Media personalities rushed to scandalize President Obama for saluting Marines while simultaneously holding a coffee cup, criticizing the move as disrespectful -- forgetting former President George W. Bush's habit of saluting service members while holding his dog.
Fox News contributor Steve Moore dismissed President Obama's U.N. address on climate change arguing that terror threats are "a security reason for the United States to develop our own oil and gas," ignoring a decade of warnings from the U.S. military calling climate change a national security threat and a terrorism threat multiplier.
On September 23, President Obama spoke at the United Nations Climate Summit calling for a more "ambitious" agreement to tackle climate change globally.
During the September 23 edition of Happening Now, Fox contributor Steve Moore complained that "the president is talking about climate change and reducing our output of oil and gas, when if we want to undermine and destroy the finances of ISIS and other terrorist networks, we should produce as much oil and gas and hurt them in the pocketbook":
But Moore's recommendations only serve to increase the threat of climate change by increasing our dependence on fossil fuels and undermining United States energy security. A report from the Energy Security Leadership Council determined that the addressing "the economy's heavy reliance on petroleum" is the key challenge for achieving energy security in the U.S.
Military officials have also warned of the negative impact of climate change since 2003. Most recently, the U.S. Department of Defense released the 2014 version of their Quadrennial Defense Review (QDR) highlighting that "climate change poses another significant challenge for the United States and the world at large" and that its impacts are "threat multipliers" that "can enable terrorist activity." From the Review:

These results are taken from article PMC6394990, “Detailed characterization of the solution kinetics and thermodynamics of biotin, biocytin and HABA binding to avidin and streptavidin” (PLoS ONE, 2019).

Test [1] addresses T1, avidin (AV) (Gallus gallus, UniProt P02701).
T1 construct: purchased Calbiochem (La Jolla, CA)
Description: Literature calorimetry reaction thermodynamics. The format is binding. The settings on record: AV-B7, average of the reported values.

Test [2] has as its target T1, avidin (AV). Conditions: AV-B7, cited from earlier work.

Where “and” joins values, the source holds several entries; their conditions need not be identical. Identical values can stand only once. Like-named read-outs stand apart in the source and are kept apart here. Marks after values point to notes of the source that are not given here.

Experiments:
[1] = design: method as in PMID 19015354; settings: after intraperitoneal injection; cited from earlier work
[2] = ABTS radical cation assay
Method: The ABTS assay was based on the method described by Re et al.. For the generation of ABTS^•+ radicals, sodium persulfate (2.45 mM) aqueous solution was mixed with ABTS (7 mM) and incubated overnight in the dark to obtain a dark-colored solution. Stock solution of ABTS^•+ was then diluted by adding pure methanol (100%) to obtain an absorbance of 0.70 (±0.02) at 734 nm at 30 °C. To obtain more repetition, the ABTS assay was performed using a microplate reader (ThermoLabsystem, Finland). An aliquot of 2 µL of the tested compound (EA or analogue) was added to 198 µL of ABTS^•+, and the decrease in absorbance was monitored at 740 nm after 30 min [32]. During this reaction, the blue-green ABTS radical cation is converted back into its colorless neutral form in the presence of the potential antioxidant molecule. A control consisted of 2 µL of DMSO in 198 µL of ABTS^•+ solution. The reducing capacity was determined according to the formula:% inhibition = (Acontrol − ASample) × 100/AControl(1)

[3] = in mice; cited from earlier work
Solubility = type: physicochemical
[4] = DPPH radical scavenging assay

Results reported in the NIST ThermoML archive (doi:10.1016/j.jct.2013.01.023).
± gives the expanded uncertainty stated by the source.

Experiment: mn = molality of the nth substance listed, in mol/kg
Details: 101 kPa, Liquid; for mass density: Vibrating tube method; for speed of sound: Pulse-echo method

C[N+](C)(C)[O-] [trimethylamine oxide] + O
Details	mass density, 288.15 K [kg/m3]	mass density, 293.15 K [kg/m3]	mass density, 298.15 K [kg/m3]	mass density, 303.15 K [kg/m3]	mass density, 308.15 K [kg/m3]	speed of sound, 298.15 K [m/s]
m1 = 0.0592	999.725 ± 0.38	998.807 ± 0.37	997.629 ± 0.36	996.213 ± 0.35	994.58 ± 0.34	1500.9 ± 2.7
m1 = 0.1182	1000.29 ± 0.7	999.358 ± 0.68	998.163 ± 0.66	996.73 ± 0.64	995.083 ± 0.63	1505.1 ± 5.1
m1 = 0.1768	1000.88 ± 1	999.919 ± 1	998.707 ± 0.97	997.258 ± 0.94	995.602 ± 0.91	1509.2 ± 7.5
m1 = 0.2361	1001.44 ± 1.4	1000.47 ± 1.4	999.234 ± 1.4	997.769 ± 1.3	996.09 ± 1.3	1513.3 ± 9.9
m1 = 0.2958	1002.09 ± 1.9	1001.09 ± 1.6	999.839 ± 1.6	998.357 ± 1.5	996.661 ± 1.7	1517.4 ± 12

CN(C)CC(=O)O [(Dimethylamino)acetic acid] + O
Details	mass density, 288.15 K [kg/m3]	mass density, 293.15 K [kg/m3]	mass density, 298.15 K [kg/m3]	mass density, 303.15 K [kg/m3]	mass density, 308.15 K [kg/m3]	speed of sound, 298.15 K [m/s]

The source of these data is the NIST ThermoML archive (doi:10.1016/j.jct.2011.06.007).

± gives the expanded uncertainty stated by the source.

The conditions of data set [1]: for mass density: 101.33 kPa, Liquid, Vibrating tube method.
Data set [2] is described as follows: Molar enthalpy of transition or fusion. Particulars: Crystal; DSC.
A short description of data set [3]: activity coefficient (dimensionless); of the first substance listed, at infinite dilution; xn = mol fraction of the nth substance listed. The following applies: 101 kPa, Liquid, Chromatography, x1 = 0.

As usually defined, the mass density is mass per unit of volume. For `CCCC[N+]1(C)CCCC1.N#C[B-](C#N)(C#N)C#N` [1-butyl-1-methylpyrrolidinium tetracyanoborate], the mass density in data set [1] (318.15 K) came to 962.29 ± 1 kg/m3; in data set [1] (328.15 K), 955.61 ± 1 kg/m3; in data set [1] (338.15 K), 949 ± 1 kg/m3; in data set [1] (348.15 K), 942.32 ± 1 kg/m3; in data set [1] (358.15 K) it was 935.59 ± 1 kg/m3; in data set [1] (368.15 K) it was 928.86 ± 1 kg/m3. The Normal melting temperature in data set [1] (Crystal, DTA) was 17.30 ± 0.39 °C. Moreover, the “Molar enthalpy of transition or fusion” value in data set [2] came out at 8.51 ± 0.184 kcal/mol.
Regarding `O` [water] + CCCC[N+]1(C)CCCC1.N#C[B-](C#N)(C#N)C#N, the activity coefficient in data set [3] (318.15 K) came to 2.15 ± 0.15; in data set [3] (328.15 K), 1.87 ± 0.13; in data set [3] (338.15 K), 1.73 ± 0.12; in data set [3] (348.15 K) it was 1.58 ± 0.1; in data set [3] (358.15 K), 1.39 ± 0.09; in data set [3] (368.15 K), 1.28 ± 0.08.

The impacts of climate change may increase the frequency, scale, and complexity of future missions, including defense support to civil authorities, while at the same time undermining the capacity of our domestic installations to support training activities.
The pressures caused by climate change will influence resource competition while placing additional burdens on economies, societies, and governance institutions around the world. These effects are threat multipliers that will aggravate stressors abroad such as poverty, environmental degradation, political instability, and social tensions - conditions that can enable terrorist activity and other forms of violence.
Moore, the Heritage Foundation's chief economist, also ignored a first of its kind statement from U.S. Treasury Secretary, Jack Lew, in which he labeled the threat of climate change as "one of the most important challenges of our time." Lew said during a September 22 interview on the economic costs of climate change, that "the economic cost of climate change is not limited to one sector of our economy. It threatens our agricultural productivity, our transportation infrastructure and power grids, and drives up the incidence of costly healthcare problems." Lew stressed that "global action is imperative, and it is a good investment in global economic growth."